On his ascession to the throne, Adesoji Aderemi swiftly abolished all those obsequious customs which had for centuries kept the Ooni’s Chief in a state of abjectness viz-a-viz the Oba himself; his Chiefs are to sit as dignified men on chairs; and none is ever again to leave half of his body uncovered as of old. They are to be gorgeously dressed. Only one very old Chief begged most respectfully to dissent. He thought it was anathema for him to raise himself in these matters to the level of the Ooni. His supplication was reluctantly granted.

Sometime in 1954 or so, the late Ooni and I had a discussion. Pandit Nehru of India had declared that at the end of this century, there would only be FIVE SURVIVING MONARCHS: the king of heart; the king of club; the king of diamond; the king of spade; and the king of Britain! The late Ooni had no hesitation in agreeing with Nehru. He did state clearly, however, that if and when this occurred in Nigeria, be it in his life time or after, his aspiration was that his children should be among those who would manage the affairs of the country. He must have felt gratified that though the administrative power of Traditional Rulers in Nigeria had been much curtailed, his own children are among those who now manage the affairs of the country.

Oba Adesoji Aderemi and I met about 39 years ago. He had known me by reputation through my newspaper articles, and my activities in the Nigerian Motor Transport Union and Nigerian Produce Traders’ Association. About that same time, there was a newspaper controversy about the relative status of the Ooni of Ife among Yoruba Obas. I had taken part in this controversy. Because of all these activities, he had developed an admiration bordering on affection for me. Consequently, from our first meeting, a father-son relationship commenced between him and me. In due course, we became very deep friends.     ‘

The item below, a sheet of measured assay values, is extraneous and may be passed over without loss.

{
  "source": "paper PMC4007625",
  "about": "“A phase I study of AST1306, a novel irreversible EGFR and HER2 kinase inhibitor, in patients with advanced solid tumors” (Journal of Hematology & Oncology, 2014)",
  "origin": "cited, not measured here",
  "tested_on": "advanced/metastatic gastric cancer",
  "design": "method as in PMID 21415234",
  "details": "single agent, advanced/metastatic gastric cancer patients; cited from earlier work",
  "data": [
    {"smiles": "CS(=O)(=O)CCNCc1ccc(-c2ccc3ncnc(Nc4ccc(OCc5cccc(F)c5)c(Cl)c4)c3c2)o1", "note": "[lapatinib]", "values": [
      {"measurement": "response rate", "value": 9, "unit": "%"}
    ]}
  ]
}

As a friend, he was the very embodiment of loyalty and devotion. As a man, he was the symbol of tolerance and mirth. As an Oba, he was the epitome of a humane and liberal Ruler. Wherever he was, he diffused geniality and peace. I never knew him – in all our 40 years odd together- to be angry even once, or to speak one harsh or offensive word to any man.

He was an exceedingly devoted father, He had over SIXTY CHILDREN, and saw that they all received good education. He gave himself the sobriquet of ATOBATELE. And that was what he was: a wealthy kinglike prince before he ascended to the throne.     .     ‘.

During all our innumerable meetings, discussions and conversations, the late Ooni did not, even on a single occasion, raise any issue of personal benefit to himself. His sole concern at all times, was the welfare of his dear people in Ile-Ife, and in Nigeria as a whole.

Oba Adesoji Aderemi, the late Ooni of Ife, has left his wives, children, friends and fellow-citizens NOT TO MOURN HIM, but to REJOICE at his great life greatly, richly, and beneficially lived, and to EXULT in his TRANSITION TO DIVINE BEATITUDE and IMMORTALITY.